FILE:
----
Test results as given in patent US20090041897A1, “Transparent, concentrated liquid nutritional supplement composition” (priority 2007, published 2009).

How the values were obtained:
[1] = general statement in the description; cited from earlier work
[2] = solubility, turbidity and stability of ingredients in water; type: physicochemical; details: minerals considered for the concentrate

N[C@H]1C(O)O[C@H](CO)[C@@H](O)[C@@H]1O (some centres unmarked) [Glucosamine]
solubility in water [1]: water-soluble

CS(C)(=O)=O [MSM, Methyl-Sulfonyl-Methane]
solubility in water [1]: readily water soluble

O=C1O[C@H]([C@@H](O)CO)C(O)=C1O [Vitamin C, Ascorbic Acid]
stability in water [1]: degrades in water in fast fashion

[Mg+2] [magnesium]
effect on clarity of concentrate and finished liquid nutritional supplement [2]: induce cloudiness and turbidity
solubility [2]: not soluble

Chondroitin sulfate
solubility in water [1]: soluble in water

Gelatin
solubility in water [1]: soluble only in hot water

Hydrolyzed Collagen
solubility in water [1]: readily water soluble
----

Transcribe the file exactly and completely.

Test results as given in patent US20090041897A1, “Transparent, concentrated liquid nutritional supplement composition” (priority 2007, published 2009).

How the values were obtained:
[1] = general statement in the description; cited from earlier work
[2] = solubility, turbidity and stability of ingredients in water; type: physicochemical; details: minerals considered for the concentrate

N[C@H]1C(O)O[C@H](CO)[C@@H](O)[C@@H]1O (some centres unmarked) [Glucosamine]
solubility in water [1]: water-soluble

CS(C)(=O)=O [MSM, Methyl-Sulfonyl-Methane]
solubility in water [1]: readily water soluble

O=C1O[C@H]([C@@H](O)CO)C(O)=C1O [Vitamin C, Ascorbic Acid]
stability in water [1]: degrades in water in fast fashion

[Mg+2] [magnesium]
effect on clarity of concentrate and finished liquid nutritional supplement [2]: induce cloudiness and turbidity
solubility [2]: not soluble

Chondroitin sulfate
solubility in water [1]: soluble in water

Gelatin
solubility in water [1]: soluble only in hot water

Hydrolyzed Collagen
solubility in water [1]: readily water soluble